Grevillea 'Mason's Hybrid' (Ned Kelly Grevillea) - A medium large evergreen spreading shrub to 5 to 6 feet tall by 8 to 10 feet wide with attractive fine textured narrowly lobed leaves that are a dark green above and lighter below. Year round, but heaviest winter through spring appear the 5-inch-long racemes bearing whitish buds at stem tips that open to exotic looking 6 inch long apricot and red flowers.
Plant in full sun in a well-drained soil and irrigate infrequently. Cold hardy to short duration temperatures down to 25į F and tolerant of windy conditions and drought. This wonderfully attractive plant is attractive to hummingbirds but resistant to predation by rabbits and deer. Can be used as a low hedge of planted as a single specimen.
Grevillea 'Mason's Hybrid' is a cross between Grevillea banksii and an upright form Grevillea bipinnatifida that originated at New South Wales Australian Plant Nursery in Kentlyn, New South Wales in the 1970s and was registered with the Australian Cultivar Registration Authority (ACRA) as Grevillea 'Mason's Hybrid' by Mr J.B. Mason in 1980. It has also been marketed under the names 'Ned Kelly' and 'Kentlyn' with the 'Ned Kelly' moniker, named for a famous Australian highwayman (outlaw), becoming the name it is most often listed as, but since 'Mason's Hybrid' is the name filed with the ACRA, and is therefore its valid name, we list it as such. It is very similar to the cultivar 'Superb', which has lavender colored buds and yellow style tips.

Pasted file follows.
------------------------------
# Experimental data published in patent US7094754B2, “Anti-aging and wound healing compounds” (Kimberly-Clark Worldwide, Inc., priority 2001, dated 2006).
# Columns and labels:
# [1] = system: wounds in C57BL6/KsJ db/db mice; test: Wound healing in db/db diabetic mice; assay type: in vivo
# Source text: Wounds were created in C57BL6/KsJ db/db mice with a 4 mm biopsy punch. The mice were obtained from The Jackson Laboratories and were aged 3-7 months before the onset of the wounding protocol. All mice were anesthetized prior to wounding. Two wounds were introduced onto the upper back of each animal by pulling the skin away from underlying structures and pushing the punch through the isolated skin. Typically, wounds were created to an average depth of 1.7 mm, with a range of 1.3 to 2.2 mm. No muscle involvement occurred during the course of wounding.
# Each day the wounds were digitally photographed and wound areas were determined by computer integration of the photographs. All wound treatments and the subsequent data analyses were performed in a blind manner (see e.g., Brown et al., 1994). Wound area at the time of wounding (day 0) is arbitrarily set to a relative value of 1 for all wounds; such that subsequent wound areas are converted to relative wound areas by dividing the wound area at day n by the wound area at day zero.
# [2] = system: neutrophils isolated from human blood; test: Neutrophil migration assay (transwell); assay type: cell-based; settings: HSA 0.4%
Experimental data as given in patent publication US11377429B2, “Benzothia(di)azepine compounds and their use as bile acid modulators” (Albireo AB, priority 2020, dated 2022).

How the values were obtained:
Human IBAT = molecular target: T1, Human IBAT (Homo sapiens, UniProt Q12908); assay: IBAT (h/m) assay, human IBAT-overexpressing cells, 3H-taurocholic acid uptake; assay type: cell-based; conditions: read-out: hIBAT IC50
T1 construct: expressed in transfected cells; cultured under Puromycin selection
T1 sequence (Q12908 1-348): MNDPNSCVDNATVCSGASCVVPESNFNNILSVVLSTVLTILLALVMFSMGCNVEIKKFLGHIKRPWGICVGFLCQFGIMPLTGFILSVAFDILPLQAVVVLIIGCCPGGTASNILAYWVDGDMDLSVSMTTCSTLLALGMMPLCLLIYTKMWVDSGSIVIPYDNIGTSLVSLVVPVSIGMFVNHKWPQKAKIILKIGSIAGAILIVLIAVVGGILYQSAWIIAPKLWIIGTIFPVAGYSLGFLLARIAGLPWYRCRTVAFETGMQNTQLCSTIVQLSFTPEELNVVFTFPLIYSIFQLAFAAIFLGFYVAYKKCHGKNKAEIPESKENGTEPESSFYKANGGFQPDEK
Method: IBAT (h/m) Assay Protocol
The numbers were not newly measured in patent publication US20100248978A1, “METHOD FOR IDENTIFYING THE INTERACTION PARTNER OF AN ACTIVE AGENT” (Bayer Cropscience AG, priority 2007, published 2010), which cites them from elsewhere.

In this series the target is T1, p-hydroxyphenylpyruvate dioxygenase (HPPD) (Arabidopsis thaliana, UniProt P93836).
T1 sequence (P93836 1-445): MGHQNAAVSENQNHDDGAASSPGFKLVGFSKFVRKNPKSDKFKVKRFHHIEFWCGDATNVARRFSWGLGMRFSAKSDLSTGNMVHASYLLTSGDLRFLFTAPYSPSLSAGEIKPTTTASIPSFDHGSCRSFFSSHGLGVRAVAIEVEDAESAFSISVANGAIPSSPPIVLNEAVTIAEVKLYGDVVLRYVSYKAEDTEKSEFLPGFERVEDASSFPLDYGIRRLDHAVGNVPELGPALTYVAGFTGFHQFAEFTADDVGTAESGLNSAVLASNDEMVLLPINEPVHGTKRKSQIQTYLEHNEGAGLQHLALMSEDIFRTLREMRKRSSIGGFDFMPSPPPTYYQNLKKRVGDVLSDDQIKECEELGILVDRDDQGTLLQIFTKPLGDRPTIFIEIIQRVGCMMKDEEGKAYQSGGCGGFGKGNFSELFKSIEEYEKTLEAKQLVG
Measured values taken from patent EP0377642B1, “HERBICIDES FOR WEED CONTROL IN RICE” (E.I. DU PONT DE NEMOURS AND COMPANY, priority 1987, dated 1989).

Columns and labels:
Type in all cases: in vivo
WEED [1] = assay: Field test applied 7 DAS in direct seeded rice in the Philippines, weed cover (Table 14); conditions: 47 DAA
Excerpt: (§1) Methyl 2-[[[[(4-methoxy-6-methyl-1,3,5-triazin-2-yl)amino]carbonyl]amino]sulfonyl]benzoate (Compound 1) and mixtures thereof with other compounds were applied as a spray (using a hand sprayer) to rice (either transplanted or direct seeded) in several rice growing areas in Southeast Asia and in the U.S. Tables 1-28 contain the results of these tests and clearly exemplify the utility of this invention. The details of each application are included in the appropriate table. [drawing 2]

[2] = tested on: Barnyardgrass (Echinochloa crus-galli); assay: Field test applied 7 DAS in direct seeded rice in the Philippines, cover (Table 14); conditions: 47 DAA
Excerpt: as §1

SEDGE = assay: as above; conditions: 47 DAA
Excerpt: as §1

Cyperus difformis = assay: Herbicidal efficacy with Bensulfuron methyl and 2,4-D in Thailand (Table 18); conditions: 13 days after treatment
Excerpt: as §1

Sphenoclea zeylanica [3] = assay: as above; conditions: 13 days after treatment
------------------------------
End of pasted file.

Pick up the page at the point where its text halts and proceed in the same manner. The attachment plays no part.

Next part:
Grevilleas with this parentage (sometimes called the Robyn Gordon Group) have foliage that can be irritating to the skin of some people, so is best set plants back a bit from pathways. We received this plant mixed in with purchased in plants of another variety and we thank Jo O'Connell of Australian Plant Nursery and Luen Miller of Monterey Bay Nursery for helping us sort out the name on this very nice plant.
Information about Grevillea 'Masonís Hybrid' displayed on this page is based on our research about it conducted in our library and gathered from reliable online sources. We include observations made of this plant as it grows in our nursery gardens and in other gardens that we have visited, as well as how the crops have performed in containers in our own nursery field. We will also incorporate comments that we receive from others about this plant when we feel it adds information and particularly welcome hearing from anyone who has any additional cultural recommendations that would aid others in growing it.